Children frequently went unsupervised at Hale House, according to the Daily News, with two staff members attempting to watch as many as 20 or 21 children at a time. (The industry standard for orphanages and child care facilities is around four children per adult.) Medical records for children were nonexistent and required vaccinations were out of date. The new board is also reviewing the cases of at least 19 children whom Hale placed for adoption—adoptions that investigators say were often conducted haphazardly, with no follow-up visits scheduled and other required procedures ignored.
At the time of Lorraine Hale’s ouster, a staff doctor also resigned from Hale House once it was revealed that he was not licensed to practice medicine in the United States. According to press reports, the new board also cancelled weekly visits by a chiropractor whom Hale had hired to provide “adjustments” to the babies’ spines.
The new board estimates that over $1 million will be spent cleaning up the mess Hale left behind, even with the pro-bono help the charity is getting from lawyers, accountants, and doctors. The United Way has retained a management consultant team and sent over an accounting team to help get Hale House’s books in order. Bank Street College of Education has provided a consultant to help establish an educational program, and children have been placed in pre-school for the fall. An adoption attorney is poring through adoption and foster care paperwork to determine whether regulations were followed.
More importantly, the new board has adopted an activist stance in dealing with the problems, says chairman Zachary Carter, an attorney and former federal prosecutor.
“During the first board meeting we were anguishing over the fact that we now have 16 kids—twelve toddlers and four infants. And we just said, ‘What do we do now? What do we do, first of all, to make sure that they are healthy?’” Board member Elsie Crum McCabe, chief of staff under former Mayor David Dinkins, called the head of pediatric medicine of North General Hospital, who arrived on the premises an hour later with a social worker to examine the kids. “That’s what happens when you have a functioning board of well-connected, energetic, committed people. That is what, sadly, the prior regime denied itself when they avoided scrutiny, oversight, and the involvement of others,” says Carter.
Rebuilding the trust of the community, of course, will be a monumental task. T. K. Handy, currently running daily operations at Hale House, recounts a reception she attended at Gracie Mansion, New York City’s mayoral residence, where a woman who was near tears approached her and said, “‘Mother Hale took my son in. My life was a mess.’ She used that as a jumping-off point to talk about how hurt she is.”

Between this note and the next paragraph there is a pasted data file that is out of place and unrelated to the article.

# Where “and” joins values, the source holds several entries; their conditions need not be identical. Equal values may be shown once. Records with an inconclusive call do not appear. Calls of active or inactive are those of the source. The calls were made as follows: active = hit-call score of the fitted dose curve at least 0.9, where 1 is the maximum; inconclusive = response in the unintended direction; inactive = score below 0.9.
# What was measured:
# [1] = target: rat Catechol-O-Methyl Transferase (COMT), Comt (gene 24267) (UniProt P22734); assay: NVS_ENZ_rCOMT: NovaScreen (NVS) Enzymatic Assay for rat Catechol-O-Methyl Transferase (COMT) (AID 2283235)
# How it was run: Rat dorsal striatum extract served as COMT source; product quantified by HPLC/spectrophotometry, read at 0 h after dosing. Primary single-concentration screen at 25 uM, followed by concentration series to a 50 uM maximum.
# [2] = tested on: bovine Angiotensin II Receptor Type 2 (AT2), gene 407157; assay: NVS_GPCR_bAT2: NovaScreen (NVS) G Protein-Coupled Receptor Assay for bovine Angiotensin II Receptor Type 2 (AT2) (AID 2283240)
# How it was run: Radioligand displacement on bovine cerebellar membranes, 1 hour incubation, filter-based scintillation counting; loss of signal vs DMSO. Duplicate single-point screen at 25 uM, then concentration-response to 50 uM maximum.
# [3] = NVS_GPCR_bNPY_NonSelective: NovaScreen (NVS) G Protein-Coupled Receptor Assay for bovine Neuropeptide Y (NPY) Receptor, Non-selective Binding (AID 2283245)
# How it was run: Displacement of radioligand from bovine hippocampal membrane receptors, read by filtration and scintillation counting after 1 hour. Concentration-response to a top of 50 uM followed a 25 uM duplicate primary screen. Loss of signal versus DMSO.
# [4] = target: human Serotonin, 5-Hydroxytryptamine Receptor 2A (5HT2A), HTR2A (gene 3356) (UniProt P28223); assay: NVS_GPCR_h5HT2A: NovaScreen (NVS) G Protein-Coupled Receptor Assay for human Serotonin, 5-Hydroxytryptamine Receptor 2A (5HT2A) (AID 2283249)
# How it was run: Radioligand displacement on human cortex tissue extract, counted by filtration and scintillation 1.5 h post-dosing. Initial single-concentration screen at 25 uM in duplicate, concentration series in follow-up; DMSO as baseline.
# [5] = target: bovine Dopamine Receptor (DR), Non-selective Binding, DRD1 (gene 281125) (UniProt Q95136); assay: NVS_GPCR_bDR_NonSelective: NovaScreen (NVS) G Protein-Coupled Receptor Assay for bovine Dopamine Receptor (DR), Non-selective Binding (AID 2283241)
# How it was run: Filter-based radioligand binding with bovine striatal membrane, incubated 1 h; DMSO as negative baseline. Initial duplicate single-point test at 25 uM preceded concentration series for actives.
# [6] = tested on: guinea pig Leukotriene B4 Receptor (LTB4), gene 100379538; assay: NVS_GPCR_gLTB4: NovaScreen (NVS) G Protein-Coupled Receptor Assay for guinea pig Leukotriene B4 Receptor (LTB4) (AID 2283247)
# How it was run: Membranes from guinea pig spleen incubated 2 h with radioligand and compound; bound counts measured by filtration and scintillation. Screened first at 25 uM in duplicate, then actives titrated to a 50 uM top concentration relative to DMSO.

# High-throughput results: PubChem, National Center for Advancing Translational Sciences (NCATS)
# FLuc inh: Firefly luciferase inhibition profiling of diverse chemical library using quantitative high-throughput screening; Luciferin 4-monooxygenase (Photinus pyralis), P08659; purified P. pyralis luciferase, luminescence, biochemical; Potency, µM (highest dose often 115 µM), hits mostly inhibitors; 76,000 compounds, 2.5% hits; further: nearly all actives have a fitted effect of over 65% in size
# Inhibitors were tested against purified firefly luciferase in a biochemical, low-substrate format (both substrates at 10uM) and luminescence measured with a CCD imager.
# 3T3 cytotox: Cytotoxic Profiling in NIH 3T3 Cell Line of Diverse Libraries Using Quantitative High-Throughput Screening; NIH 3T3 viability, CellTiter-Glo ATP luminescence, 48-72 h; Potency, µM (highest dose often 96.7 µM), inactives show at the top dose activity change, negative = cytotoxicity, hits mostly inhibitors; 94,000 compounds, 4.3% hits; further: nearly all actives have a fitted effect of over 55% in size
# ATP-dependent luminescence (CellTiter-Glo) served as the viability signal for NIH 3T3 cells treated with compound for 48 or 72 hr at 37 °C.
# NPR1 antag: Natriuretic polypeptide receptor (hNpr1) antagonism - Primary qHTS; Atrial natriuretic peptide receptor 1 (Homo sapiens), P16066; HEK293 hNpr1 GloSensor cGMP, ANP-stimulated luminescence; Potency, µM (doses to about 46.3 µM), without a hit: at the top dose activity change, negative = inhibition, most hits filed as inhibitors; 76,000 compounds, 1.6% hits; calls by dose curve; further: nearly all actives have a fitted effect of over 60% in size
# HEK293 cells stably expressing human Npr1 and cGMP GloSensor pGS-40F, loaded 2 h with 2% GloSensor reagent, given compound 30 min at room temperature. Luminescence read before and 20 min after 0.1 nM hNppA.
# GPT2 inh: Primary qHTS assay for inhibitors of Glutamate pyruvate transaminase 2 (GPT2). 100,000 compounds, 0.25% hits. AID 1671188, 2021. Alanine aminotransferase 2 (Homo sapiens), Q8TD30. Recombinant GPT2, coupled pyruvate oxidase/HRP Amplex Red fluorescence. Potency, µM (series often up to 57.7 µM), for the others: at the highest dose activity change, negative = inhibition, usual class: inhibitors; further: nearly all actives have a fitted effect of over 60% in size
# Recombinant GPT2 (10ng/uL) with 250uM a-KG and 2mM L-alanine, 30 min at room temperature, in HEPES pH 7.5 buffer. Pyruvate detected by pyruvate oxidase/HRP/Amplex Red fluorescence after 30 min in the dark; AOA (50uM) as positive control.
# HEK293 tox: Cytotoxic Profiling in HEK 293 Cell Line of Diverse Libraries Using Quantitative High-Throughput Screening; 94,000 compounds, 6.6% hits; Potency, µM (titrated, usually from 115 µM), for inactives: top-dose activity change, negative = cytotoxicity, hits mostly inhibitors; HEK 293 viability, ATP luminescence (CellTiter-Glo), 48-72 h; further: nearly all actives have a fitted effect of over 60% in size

Donations have dropped nearly 90 percent from last year, and the annual fund raiser has been cancelled in the wake of Lorraine Hale’s departure. For the time being, Hale House is operating with a several million dollar nest egg that was left when Hale departed. According to Carter, “It won’t last forever. . .. But we are substantially ahead of similarly situated nonprofits in terms of having sufficient funds available to give these kids and their families first-rate services.”
There are no plans to start raising funds again until financial and administrative integrity has been restored, Carter says. “Right now our focus is on turning the program around so that when we ask for funds, we can do it confident that people will get to see the value of their donations.”
The task of sorting out the mess will take months, but already life has improved for the children at Hale House, who today get to participate in normal activities for kids, such as visiting museums and parks and eating at McDonald’s— “a far and fun cry,” reports the Daily News, “from a holistic diet heavy on bulgur, millet, and stewed fish that Hale insisted on, forbidding them cookies, ice cream, and other treats.” The Daily News describes the dramatic change:
Staffers are now allowed to take lunch, are paid overtime if they stay late and are encouraged to participate in simple decisions previously micromanaged by Hale—such as whether their charges should wear sandals.
And whereas the children’s days have been marked only by three meals and endless hours in their Spartan rooms or a small backyard, there are now two playrooms filled with books, blocks, scribble pads, stuffed animals, and a piano. Guest artists are set to perform at the home every Friday. And tape players—once a luxury found only in Hale’s ornate, antiques-filled office—are on order for the children.
In short, everything the world thought the children at Hale House had been getting for years is now beginning to take form.
And what of the lessons learned? Says Carter, “I desperately hope that we never reach the point where we think we know so well where Hale House should be going that we won’t listen to other voices that may have a different view. That would not be in the best interest of the kids.”
Kathryn Jean Lopez is an associate editor at National Review.